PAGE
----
Book Review: Kusanagi by Clem Chambers

Clem Chambers
No Exit Press / Trafalgar Square, May 2012
ISBN 978-1842433676
Trade Paperback

An exciting thriller with a touch of woo-woo, the title, Kusanagi, refers to an ancient sword that is part of the Japanese royal treasury. In theory, an emperor cannot legally be crowned without these items being present. The treasures include a mirror, a necklace, and the sword. Imagine the consternation of palace bigwigs when a team of ex-Navy Seals discovers a vast storehouse of gold and jewels on the ocean floor, and when they bring them up and offer them for sale, it’s determined the goods are supposed to be safe in the vaults. Turns out the ship carrying these items went down centuries ago, which means the heads of state were crowned without proper accoutrements and ceremony. Perhaps not even legally.

With the find kept under wraps, the Navy Seals offer a golden box for sale at an auction house in London that deals with ancient artifacts. This is when Jim Evans, possibly the richest man in the world due to his business acumen, gets involved. He bids for and wins the the box, then he, and his butler who is a bodyguard and someone high-up in government, have the challenge of opening the box. When they succeed, the sword, necklace, and mirror are revealed. Of course, everyone wants the treasure. Some are willing to pay for it. Others would rather kill.

The action is swift in this story. Most of the characters are appealing if not downright loveable, and the villain is someone you’re certain to hate, if for nothing else, his attitude toward his zoo. Better yet, the title sword, Kusanagi, is not just a piece of metal, but a truly magical artifact with an active role in the story. Thumbs up on this one.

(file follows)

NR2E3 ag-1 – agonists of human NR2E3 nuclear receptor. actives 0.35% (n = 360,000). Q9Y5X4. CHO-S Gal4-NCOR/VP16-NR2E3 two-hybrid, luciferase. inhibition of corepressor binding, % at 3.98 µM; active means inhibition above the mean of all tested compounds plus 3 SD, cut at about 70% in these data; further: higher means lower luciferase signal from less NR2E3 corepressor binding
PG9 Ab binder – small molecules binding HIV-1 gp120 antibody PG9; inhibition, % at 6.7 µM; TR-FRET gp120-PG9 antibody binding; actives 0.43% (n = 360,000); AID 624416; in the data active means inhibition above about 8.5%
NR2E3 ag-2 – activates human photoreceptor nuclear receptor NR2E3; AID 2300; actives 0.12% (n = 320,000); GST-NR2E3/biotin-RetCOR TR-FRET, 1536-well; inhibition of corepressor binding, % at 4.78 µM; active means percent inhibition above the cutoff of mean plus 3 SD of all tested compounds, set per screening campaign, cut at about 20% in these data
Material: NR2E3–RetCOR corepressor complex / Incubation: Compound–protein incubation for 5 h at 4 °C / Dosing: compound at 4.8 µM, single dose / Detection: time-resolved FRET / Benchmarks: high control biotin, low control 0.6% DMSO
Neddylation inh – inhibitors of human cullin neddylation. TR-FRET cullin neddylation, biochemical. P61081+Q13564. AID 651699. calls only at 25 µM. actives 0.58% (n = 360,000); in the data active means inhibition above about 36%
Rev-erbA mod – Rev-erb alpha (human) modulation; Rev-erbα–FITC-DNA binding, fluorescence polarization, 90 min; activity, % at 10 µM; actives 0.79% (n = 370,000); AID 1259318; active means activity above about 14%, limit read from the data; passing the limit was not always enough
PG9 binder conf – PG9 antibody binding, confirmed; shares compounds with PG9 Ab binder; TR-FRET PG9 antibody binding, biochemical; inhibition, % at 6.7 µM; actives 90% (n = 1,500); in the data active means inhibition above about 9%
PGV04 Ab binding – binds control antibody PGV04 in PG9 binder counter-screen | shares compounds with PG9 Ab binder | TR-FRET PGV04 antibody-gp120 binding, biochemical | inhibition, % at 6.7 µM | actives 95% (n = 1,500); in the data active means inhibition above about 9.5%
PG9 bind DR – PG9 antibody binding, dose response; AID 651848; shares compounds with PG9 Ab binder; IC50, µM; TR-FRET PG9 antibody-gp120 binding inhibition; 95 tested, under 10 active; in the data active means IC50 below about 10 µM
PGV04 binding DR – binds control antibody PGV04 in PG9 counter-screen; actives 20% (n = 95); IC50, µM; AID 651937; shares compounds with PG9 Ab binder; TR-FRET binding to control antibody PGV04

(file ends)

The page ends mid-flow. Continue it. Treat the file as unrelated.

Reviewed by Carol Crigger, June 2012.
Author of Three Seconds to Thunder.

One thought on “Book Review: Kusanagi by Clem Chambers

  1. Hi there,

    Kusanagi was the third of four financial thrillers, but Clem Chambers’ latest release is Dial Up for Murder, which is the first book in the techno-thriller ‘The Hacker Chronicles’ series:

    I have provided a synopsis below.

    Can I send this in to be considered for review? If so, where should I send a copy to? Please email address details to: fdefranco1 (at) gmail (dot) com.

    Thanks in advance and kind regards,



    Cyber-crime didn’t exist in the 1980s. Or did it?

    Clem Chambers’ gripping techno-thriller series, The Hacker Chronicles, is a reminder that the dark art of hacking is as old as network technology.

    Dial Up for Murder is set in 1984, long before the revolutionary advent of the Internet and World Wide Web. The hacker hero Peter is an entrepreneurial nerd struggling to attract paying subscribers to his new-fangled network.

    A chance meeting with a shady customer soon has the young computer whizz raking in the dough. Yet before long, he finds himself sucked into a dangerous world, consorting with gangsters and running for his life.

    Will Peter live long enough to spend his criminal spoils?


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